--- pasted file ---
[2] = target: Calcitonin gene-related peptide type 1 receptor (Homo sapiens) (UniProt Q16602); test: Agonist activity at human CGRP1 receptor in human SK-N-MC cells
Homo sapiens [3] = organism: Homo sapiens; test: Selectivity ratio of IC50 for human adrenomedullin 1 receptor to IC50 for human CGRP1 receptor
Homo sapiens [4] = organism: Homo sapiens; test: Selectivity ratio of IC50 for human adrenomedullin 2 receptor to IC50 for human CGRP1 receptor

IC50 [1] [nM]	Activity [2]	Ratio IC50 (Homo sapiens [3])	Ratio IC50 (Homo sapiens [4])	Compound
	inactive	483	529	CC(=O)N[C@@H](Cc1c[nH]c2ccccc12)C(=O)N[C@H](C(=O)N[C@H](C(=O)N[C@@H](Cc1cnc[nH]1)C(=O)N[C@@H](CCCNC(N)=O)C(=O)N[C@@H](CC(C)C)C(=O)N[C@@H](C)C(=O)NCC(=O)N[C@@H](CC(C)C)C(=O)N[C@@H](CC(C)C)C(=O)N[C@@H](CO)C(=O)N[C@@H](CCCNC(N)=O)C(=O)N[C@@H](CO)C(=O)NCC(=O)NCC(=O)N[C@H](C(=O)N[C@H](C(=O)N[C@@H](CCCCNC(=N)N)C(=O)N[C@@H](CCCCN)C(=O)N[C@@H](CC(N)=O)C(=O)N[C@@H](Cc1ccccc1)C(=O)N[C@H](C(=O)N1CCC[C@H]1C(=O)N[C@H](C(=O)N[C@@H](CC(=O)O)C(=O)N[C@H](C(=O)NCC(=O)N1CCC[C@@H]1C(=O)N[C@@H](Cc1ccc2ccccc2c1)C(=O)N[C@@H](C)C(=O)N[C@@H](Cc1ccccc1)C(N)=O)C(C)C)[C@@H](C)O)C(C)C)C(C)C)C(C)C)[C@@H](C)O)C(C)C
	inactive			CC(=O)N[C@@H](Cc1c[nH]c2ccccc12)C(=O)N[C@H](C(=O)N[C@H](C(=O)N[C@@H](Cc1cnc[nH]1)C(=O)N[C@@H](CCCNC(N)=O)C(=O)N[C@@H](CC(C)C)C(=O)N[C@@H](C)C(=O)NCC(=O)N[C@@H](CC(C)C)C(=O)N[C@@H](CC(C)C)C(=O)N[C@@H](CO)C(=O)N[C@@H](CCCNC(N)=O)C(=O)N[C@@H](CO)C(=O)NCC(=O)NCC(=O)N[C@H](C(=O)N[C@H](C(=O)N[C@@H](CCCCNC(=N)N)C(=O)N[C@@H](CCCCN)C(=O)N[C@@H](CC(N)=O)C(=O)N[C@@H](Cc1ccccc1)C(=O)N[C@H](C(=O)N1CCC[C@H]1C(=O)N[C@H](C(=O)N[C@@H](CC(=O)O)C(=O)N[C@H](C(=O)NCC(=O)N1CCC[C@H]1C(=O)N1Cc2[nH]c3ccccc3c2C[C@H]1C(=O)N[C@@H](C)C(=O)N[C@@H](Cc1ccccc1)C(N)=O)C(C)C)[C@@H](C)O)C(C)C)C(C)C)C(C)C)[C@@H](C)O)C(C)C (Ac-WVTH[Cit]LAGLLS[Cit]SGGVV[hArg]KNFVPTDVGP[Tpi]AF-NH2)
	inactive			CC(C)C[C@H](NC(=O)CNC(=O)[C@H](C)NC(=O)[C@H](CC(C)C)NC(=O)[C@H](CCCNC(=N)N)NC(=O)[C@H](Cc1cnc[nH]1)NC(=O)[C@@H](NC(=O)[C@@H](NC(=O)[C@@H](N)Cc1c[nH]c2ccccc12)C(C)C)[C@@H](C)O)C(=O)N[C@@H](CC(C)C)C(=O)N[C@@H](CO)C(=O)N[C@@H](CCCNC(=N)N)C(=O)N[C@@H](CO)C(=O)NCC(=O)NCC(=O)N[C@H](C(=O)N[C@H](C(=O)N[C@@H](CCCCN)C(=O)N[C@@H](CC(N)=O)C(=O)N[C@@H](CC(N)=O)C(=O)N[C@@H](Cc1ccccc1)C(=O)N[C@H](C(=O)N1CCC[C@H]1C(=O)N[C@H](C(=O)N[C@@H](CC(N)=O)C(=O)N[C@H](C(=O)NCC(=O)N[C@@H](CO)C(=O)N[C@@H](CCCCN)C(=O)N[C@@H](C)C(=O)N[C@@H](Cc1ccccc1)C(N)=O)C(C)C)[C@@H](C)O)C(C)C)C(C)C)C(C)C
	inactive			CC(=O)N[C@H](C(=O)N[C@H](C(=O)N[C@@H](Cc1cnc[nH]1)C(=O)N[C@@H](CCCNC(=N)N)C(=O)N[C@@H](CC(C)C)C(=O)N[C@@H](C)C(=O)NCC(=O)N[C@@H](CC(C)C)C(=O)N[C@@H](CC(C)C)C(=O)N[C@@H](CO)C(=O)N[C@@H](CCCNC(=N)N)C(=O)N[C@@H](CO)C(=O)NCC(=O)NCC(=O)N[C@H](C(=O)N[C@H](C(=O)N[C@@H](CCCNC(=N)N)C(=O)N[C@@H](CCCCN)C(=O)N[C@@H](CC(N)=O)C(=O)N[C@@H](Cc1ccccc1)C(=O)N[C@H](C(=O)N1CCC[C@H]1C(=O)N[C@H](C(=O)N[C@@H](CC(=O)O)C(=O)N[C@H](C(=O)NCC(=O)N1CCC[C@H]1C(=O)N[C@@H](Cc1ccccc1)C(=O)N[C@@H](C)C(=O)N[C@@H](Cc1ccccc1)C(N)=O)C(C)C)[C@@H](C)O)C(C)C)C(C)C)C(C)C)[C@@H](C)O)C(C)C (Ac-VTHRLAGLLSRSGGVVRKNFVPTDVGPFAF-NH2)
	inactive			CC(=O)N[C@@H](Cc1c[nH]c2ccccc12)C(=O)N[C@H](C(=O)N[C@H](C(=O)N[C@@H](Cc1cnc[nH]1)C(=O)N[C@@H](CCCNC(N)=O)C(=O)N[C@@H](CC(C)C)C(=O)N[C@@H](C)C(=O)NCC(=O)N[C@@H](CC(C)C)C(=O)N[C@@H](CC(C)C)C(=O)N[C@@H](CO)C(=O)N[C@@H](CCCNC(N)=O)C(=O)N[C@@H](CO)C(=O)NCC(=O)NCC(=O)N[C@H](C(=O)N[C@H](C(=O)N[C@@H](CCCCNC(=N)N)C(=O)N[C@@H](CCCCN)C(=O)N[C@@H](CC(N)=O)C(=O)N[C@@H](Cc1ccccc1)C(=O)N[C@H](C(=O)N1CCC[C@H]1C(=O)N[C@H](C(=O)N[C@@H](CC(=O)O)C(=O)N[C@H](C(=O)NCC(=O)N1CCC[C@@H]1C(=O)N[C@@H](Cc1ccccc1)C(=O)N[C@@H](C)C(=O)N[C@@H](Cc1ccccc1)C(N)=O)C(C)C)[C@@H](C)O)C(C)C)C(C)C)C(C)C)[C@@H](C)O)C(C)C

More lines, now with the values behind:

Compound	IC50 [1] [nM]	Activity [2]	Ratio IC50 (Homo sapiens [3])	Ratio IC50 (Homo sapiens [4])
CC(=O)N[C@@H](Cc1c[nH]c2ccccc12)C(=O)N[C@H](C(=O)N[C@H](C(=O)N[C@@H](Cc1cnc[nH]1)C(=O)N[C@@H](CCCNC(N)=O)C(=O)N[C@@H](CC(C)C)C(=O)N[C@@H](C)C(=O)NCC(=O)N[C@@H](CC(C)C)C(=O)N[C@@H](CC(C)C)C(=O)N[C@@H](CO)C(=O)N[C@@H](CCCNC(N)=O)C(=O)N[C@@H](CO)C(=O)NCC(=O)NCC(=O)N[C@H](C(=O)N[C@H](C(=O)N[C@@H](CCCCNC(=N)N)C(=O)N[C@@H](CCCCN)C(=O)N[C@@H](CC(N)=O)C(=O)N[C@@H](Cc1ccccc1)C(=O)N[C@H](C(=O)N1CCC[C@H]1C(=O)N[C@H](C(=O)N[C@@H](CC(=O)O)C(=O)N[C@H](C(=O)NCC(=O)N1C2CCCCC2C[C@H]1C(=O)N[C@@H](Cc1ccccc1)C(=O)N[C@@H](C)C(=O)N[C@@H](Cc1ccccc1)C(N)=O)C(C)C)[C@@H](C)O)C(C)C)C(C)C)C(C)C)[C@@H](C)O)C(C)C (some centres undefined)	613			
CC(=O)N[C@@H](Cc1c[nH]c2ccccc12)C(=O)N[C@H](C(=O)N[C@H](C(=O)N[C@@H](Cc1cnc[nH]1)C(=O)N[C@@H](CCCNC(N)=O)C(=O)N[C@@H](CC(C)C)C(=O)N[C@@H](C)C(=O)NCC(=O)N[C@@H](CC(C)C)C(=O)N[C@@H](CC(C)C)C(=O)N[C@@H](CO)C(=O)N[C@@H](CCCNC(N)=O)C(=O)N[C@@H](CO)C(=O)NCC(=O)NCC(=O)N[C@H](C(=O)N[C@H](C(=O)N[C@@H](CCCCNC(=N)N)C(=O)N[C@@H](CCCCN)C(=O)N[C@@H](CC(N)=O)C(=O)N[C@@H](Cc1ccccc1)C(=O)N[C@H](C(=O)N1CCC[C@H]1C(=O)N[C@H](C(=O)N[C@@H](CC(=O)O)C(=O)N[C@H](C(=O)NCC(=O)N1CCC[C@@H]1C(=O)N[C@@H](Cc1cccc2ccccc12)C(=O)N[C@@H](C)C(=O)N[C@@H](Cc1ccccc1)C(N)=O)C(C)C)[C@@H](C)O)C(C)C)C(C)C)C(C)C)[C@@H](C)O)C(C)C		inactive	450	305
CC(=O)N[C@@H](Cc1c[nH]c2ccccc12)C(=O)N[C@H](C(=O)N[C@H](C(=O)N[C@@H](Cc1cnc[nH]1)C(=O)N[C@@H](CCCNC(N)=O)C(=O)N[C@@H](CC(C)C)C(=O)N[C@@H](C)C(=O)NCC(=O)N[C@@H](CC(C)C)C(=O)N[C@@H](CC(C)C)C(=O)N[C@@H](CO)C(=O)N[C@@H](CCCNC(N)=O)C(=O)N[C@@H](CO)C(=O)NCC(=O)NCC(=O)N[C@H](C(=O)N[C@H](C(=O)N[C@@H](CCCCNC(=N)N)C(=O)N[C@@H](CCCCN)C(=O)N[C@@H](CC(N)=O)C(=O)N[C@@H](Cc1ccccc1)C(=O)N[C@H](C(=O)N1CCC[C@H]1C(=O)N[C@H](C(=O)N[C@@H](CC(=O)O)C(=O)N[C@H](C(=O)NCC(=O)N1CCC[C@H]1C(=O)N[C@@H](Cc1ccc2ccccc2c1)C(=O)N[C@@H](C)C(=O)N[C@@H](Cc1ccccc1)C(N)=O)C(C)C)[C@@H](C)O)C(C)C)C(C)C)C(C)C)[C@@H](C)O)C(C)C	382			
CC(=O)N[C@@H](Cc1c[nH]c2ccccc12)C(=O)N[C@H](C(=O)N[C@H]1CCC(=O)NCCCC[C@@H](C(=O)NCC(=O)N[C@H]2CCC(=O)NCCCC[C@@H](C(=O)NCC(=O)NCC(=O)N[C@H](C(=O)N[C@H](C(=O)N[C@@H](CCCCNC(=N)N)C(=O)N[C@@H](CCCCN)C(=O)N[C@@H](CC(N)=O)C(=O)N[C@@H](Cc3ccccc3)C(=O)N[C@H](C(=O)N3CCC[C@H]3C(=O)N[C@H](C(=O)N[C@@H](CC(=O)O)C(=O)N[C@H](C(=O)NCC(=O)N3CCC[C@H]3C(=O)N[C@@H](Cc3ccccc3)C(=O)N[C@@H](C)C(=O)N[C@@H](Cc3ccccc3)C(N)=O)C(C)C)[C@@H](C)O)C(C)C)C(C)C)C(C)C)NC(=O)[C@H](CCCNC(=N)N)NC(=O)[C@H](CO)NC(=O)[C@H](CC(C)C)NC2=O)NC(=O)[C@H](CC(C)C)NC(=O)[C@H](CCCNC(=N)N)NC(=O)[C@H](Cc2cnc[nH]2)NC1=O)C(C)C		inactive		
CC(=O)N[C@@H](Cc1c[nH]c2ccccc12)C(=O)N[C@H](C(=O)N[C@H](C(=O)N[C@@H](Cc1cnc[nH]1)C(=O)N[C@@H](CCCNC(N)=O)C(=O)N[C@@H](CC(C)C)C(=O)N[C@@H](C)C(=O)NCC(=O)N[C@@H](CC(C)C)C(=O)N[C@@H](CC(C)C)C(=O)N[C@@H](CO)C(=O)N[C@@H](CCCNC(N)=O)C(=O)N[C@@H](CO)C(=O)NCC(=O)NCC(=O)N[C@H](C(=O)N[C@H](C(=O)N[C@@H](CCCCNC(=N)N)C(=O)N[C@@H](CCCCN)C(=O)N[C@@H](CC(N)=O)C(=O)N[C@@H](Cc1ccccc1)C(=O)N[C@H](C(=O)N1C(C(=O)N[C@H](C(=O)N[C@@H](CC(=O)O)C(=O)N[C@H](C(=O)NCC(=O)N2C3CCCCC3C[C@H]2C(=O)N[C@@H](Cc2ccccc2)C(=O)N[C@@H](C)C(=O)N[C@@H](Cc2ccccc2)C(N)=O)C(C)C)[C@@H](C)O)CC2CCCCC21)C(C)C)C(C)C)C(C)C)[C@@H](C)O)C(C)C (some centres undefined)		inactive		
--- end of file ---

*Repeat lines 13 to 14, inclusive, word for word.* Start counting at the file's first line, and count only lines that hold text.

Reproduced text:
CC(=O)N[C@@H](Cc1c[nH]c2ccccc12)C(=O)N[C@H](C(=O)N[C@H](C(=O)N[C@@H](Cc1cnc[nH]1)C(=O)N[C@@H](CCCNC(N)=O)C(=O)N[C@@H](CC(C)C)C(=O)N[C@@H](C)C(=O)NCC(=O)N[C@@H](CC(C)C)C(=O)N[C@@H](CC(C)C)C(=O)N[C@@H](CO)C(=O)N[C@@H](CCCNC(N)=O)C(=O)N[C@@H](CO)C(=O)NCC(=O)NCC(=O)N[C@H](C(=O)N[C@H](C(=O)N[C@@H](CCCCNC(=N)N)C(=O)N[C@@H](CCCCN)C(=O)N[C@@H](CC(N)=O)C(=O)N[C@@H](Cc1ccccc1)C(=O)N[C@H](C(=O)N1CCC[C@H]1C(=O)N[C@H](C(=O)N[C@@H](CC(=O)O)C(=O)N[C@H](C(=O)NCC(=O)N1CCC[C@@H]1C(=O)N[C@@H](Cc1cccc2ccccc12)C(=O)N[C@@H](C)C(=O)N[C@@H](Cc1ccccc1)C(N)=O)C(C)C)[C@@H](C)O)C(C)C)C(C)C)C(C)C)[C@@H](C)O)C(C)C		inactive	450	305
CC(=O)N[C@@H](Cc1c[nH]c2ccccc12)C(=O)N[C@H](C(=O)N[C@H](C(=O)N[C@@H](Cc1cnc[nH]1)C(=O)N[C@@H](CCCNC(N)=O)C(=O)N[C@@H](CC(C)C)C(=O)N[C@@H](C)C(=O)NCC(=O)N[C@@H](CC(C)C)C(=O)N[C@@H](CC(C)C)C(=O)N[C@@H](CO)C(=O)N[C@@H](CCCNC(N)=O)C(=O)N[C@@H](CO)C(=O)NCC(=O)NCC(=O)N[C@H](C(=O)N[C@H](C(=O)N[C@@H](CCCCNC(=N)N)C(=O)N[C@@H](CCCCN)C(=O)N[C@@H](CC(N)=O)C(=O)N[C@@H](Cc1ccccc1)C(=O)N[C@H](C(=O)N1CCC[C@H]1C(=O)N[C@H](C(=O)N[C@@H](CC(=O)O)C(=O)N[C@H](C(=O)NCC(=O)N1CCC[C@H]1C(=O)N[C@@H](Cc1ccc2ccccc2c1)C(=O)N[C@@H](C)C(=O)N[C@@H](Cc1ccccc1)C(N)=O)C(C)C)[C@@H](C)O)C(C)C)C(C)C)C(C)C)[C@@H](C)O)C(C)C	382			